Sunday, June 18, 2006

Happy Father's Day

...to all you other fathers out there.

Today at brunch (at which my daughter made the most awesome pancakes) we talked about our memories of our fathers.

One of my earliest memories of my father is of him painting a ceiling in the dining area of our house on a Saturday morning while my sister and I watched cartoons -- Mighty Mouse of course! Not much more to the memory. My dad used to cut my hair. It seems like it was always on a Saturday afternoon and ABC Wide World of Sports was on the TV. I don't recall him watching it so much as listening while he did chores around the house. He cut my hair until I basically rebelled (late 60's, early 70's) and grew it out. It was one of the few things we fought about.

He was a gentle and loving father, and always willing to talk reasonably about anything (except the length of my hair). He didn't show a lot of emotion when I was younger, but I knew he loved us more than anything. He took my friend Steve and I fishing on Lynx Lake outside of Prescott, Arizona. We rented a boat and everything. We really sucked at fishing, but it was wonderful. We had a great time. I didn't care that we never caught anything, it was just being out there together that mattered.

He told corny jokes, was a devout Christian, and provided for our family (we didn't have a lot of money and our vacations almost always consisted of camping, but they were wonderful times together). He never blew up at any of us kids. Even the time, as a young driver, that I continued driving our VW van after the generator (fan) belt broke and the engine overheated and seized. I remembered that the day my daughter smoked the clutch in my VW Vanagon. He has been my role model as a father.

He was also quite an accomplished athlete. A high school basketball star, he played varsity basketball for one year at Michigan Tech. He was a natural at all sports. If it involved a ball, a racket, a club -- he would immediately master it. He never held back, and I could never compete with him. Even a few years ago at Thanksgiving. He beat me at ping pong. He was a natural at virtually any sport. Except running -- issues with his hip. Of course, running became my thing. Not because it was something I could do that he didn't do, but that it was something I could do to push myself to my own limits. Something in which I could find my own physical excellence, at the level where I am; not any great athlete, but the very average person I am. I think he would understand that.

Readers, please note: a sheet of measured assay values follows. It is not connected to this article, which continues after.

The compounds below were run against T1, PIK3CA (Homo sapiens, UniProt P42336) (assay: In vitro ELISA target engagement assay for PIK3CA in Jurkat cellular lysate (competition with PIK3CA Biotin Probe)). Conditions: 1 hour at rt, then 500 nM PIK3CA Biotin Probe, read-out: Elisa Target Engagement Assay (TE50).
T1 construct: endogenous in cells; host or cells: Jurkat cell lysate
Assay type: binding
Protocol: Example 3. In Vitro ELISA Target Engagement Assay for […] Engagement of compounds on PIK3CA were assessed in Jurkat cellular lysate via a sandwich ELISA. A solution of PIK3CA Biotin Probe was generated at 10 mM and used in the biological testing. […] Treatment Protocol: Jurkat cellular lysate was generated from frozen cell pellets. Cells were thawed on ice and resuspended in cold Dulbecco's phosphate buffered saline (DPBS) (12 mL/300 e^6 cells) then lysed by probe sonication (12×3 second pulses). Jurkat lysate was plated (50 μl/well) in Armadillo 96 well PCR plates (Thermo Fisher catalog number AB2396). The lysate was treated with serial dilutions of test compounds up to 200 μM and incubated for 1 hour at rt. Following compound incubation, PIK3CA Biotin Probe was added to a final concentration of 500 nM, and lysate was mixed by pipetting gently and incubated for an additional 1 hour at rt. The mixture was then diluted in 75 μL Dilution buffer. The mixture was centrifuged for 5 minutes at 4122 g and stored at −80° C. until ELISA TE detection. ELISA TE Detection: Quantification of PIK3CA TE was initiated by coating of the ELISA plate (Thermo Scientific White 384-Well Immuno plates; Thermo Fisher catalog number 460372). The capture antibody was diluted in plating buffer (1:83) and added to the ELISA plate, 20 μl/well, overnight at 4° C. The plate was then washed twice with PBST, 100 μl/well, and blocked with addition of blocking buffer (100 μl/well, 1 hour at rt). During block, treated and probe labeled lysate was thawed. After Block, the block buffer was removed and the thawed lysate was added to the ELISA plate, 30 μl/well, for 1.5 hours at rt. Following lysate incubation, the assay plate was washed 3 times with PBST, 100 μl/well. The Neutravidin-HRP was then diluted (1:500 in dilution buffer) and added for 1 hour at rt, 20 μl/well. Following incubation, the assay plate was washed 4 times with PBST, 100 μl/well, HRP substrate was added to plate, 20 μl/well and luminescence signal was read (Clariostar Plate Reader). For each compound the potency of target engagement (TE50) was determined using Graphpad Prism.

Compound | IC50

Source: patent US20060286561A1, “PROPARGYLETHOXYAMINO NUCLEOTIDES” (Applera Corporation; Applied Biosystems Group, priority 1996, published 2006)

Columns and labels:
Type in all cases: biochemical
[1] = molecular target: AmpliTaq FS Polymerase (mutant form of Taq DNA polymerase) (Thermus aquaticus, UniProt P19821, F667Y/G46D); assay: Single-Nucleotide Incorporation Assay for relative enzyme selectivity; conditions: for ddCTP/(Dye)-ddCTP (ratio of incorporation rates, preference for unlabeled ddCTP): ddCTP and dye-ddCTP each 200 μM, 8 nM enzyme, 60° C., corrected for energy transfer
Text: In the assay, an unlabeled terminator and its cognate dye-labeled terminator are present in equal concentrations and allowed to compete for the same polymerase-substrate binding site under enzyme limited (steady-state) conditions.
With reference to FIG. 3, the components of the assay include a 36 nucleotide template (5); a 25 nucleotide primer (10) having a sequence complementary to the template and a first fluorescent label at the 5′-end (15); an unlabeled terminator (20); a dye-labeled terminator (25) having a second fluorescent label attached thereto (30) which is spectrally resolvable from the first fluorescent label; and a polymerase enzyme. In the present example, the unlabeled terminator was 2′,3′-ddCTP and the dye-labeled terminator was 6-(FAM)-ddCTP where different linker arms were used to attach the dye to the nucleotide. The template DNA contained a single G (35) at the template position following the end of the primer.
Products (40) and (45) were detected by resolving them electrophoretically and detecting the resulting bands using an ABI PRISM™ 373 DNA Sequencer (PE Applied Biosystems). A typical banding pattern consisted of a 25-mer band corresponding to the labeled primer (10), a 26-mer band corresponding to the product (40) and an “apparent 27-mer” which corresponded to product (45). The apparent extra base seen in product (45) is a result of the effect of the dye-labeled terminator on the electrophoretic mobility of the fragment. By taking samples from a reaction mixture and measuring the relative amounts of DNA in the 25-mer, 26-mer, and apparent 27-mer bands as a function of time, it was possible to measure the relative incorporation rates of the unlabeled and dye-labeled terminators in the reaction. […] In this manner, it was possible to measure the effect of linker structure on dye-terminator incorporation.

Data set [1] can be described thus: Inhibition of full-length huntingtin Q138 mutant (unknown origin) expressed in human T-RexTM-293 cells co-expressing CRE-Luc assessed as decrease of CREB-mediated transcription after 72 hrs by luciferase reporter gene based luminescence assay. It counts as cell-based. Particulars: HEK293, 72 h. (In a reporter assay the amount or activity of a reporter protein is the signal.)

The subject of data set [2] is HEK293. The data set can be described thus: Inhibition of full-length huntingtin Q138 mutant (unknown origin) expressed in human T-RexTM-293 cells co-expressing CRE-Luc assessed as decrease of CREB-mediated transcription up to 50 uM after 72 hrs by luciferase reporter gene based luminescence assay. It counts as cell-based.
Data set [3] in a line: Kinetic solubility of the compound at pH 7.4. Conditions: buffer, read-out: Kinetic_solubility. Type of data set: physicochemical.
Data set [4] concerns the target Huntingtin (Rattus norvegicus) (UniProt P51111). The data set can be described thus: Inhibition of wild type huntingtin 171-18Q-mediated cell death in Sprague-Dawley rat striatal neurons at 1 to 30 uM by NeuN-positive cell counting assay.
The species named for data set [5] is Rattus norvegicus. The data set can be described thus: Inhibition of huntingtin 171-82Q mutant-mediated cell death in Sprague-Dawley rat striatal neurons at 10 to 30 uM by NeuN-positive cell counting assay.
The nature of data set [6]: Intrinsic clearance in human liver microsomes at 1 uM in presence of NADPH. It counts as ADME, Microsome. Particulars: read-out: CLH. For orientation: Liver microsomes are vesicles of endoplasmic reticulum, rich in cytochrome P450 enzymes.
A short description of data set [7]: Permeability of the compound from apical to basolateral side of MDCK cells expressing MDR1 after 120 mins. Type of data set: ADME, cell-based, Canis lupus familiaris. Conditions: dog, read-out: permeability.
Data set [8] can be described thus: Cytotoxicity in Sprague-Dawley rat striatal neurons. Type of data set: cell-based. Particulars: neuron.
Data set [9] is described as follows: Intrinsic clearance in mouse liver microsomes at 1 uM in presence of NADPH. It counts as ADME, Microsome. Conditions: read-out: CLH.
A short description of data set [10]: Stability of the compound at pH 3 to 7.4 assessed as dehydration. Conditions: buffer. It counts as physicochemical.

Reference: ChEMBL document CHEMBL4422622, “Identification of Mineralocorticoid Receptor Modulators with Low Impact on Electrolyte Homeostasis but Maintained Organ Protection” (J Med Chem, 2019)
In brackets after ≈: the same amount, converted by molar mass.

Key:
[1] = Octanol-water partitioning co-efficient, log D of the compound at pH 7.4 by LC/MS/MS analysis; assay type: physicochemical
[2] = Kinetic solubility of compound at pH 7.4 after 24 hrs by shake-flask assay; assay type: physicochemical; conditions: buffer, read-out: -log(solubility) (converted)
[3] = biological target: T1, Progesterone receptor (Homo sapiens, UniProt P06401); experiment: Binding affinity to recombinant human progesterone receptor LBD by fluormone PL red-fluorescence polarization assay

He set a fine example of fatherhood for my brothers and myself. He encouraged all of his children to strive for excellence, but accepted us all for who we were. He set a very high mark for my brothers and I to meet.

He passed away a year and a half ago and I miss him dearly.

I hope all of you, if you could, have expressed your appreciation to your father, or to that person who was most a father-figure to you. And for those of you who can no longer do so, perhaps you can share a fond memory with someone else.

C-Ya

1 Comments:

Blogger craig said...

Krut, I have lots of similar memories. Discussions about long hair (Dad finally decided that I didn't have to have the shortest hair in school but he also didn't want me to have the longest -- so we reached a compromise).

We camped a lot on vacations. Once all the way from Little Rock to Myrtle beach and another time to Yellowstone and back.

I learned after I left home that he never liked fishing but took my three brothers and me because we did.

Great tribute to your dad. It's prompted some of my own about mine. Thanks for the post.

6/18/2006 8:48 PM  

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